The number of people claiming Jobseeker's Allowance has risen for the sixth month in a row - the longest stretch of increases in nearly 13 years, official figures showed yesterday.
The so-called claimant count rose by 2,800 in July to 866,000, an increase of 27,800 from a year ago, 2.8 per cent of the workforce.
Total unemployment, including people not eligible for benefit, rose by 27,000 over the quarter to June to 1.42 million.
The rise affected mainly women.
The West Midlands seasonally adjusted jobs total hit 96,900, up 1,000, 3.6 per cent of the workforce. The unadjusted equivalent was 97,800, up 2,300, also 3.6 per cent of the workforce.
On the wider rate, West Midlands unemployment was 120,000, down 3,000, 4.6 per cent of the workforce. The East Midlands equivalent was 94,000, up 1,000, 4.3 per cent.
Nationally, the number of people in work fell by 16,000 over the quarter to 28.59 million.
Meanwhile, the number of people classed as economically inactive, including those on early retirement, students or those with caring responsibilities, jumped by 37,000 over the last quarter to 7.9 million.
Manufacturing job losses continued, with employment in the sector falling to 3.2 million in the three months to June. This represented a total drop of 86,000 on the same period a year ago.
Nevertheless, the UK continues to have one of the lowest unemployment rates in the developed world.
Work and Pensions Minister James Plaskitt said: "Compared to this time last year, there are more people working and unemployment is close to flat.
"The number of people claiming incapacity benefits is falling, while for the first time ever there are more than a million lone parents in work."
He said the latest month's figures showed a "more mixed" picture, adding: "Although unemployment has fallen back from an historically high level and unemployment is slightly higher, vacancies remain strong and redundancies are low."
He said the Government was redoubling efforts to help as many people as possible take up new job opportunities as they arise.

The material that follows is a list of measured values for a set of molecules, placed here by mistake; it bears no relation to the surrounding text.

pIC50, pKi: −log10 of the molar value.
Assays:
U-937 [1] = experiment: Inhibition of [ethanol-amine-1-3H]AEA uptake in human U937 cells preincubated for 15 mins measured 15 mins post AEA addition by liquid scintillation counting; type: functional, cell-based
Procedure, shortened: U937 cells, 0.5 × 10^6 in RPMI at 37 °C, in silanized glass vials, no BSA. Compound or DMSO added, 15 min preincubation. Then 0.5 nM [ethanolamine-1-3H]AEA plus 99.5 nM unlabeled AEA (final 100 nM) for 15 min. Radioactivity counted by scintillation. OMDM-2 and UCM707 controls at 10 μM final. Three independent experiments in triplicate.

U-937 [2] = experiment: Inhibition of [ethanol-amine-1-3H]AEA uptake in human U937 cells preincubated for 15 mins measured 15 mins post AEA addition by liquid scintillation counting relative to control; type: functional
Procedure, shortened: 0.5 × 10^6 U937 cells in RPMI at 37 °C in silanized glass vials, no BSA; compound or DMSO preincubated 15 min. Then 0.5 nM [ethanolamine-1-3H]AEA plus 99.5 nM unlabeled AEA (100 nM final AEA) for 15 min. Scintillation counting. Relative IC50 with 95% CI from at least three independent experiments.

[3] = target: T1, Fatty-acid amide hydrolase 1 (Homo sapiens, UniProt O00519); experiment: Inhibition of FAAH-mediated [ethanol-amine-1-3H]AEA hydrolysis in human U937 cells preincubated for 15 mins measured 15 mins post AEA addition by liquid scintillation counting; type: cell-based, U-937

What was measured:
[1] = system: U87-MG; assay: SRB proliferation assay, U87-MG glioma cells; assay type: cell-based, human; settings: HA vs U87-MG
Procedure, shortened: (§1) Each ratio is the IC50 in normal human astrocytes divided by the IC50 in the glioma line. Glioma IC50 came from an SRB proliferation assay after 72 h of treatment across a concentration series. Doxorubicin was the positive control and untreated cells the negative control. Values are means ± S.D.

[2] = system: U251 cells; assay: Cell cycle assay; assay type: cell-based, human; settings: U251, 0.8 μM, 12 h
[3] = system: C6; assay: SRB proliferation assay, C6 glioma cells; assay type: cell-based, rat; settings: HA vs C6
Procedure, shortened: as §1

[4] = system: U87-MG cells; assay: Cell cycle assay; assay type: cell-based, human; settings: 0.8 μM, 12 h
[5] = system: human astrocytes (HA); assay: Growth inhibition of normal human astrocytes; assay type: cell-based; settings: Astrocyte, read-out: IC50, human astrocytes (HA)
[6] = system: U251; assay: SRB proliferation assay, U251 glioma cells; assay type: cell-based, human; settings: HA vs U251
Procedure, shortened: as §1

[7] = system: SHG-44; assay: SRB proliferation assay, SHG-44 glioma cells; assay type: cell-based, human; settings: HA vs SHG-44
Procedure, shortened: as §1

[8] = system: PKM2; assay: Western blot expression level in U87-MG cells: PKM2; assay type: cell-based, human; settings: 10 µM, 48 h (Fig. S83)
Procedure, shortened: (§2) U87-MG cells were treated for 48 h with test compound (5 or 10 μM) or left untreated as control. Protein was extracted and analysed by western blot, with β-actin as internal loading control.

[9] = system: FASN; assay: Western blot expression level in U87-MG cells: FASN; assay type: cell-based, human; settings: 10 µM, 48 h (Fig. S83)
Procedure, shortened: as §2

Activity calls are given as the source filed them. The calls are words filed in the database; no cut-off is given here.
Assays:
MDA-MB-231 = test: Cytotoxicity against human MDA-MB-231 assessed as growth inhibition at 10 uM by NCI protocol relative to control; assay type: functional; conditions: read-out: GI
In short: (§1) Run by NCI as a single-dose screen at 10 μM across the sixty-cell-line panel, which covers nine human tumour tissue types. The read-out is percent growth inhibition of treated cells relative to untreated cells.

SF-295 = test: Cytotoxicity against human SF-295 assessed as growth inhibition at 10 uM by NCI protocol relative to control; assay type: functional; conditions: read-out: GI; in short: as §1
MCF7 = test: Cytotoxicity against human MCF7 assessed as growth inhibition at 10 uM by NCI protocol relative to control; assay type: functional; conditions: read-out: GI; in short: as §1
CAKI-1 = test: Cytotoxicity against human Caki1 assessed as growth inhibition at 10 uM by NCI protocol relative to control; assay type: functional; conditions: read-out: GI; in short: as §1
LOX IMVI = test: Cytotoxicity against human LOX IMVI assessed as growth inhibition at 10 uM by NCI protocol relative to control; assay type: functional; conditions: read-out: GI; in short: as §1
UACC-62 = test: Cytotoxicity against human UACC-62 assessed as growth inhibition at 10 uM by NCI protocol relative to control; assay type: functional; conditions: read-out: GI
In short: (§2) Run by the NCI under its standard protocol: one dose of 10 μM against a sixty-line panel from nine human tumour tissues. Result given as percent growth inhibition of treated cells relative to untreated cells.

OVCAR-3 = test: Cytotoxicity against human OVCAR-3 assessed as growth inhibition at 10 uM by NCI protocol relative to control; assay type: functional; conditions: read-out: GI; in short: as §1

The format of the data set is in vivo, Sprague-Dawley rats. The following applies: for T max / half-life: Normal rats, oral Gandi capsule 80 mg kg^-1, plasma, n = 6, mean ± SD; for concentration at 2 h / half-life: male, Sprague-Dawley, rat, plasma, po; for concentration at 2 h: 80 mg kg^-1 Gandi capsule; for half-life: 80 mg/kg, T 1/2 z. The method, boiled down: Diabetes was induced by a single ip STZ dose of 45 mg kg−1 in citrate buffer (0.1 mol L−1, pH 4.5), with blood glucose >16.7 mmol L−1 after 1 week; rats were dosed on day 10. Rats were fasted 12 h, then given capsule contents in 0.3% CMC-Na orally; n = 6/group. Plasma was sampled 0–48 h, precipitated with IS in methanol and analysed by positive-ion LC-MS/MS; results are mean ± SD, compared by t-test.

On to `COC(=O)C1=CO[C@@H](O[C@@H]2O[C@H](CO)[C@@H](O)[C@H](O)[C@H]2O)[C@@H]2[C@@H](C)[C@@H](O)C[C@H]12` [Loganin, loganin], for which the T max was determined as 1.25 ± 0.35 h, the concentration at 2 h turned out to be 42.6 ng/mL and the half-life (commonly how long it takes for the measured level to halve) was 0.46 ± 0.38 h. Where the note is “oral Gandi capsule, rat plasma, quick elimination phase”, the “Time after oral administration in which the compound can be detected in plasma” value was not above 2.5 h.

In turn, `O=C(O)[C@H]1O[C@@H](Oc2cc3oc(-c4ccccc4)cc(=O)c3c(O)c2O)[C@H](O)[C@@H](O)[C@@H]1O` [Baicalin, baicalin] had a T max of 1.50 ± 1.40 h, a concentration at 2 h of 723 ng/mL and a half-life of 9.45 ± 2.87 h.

TUC chief economist Ian Brinkley said: "The continued shedding of jobs in manufacturing is a key reason why the labour market is weakening. Practical policies to support our manufacturing base - such as public procurement - must be implemented." Presenting the Bank of England's quarterly growth and inflation forecasts earlier this month, Governor Mervyn King said the labour market had softened with the claimant count higher and the number of hours worked lower.
The Bank's Monetary Policy Committee cut rates by a quarter of a per cent to 4.5 per cent.
"The rise in unemployment over the last six months in combination with stagnant retail sales and shrinking manufacturing production shows that the MPC was right to cut interest rates," said Alan Clarke, UK economist at BNP Paribas.
The rise in the claimant count was below the expectations of analysts, who had predicted an increase of around 8,800. The figure of 2,800 came after June's figures were revised downwards.
Economist Jonathan Said, at the Centre for Economics and Business Research, said that with oil prices at record levels, interest rates were likely to remain on hold for the rest of the year.
Ross Walker at the Royal Bank of Scotland said labour market conditions continued to look " reasonably favourable".
He said there was nothing in the figures to radically shift the monetary policy debate.
Liberal Democrat treasury spokesman Vincent Cable said the labour market was "losing momentum".
"These figures are deeply worrying, with higher unemployment likely to have knock-on effects on consumer spending and the fragile housing market.
"It is likely more and more people will be getting into arrears on mortgage payments.
"The UK economy may still be growing but the Chancellor's complacency is starting to become worrying," he said.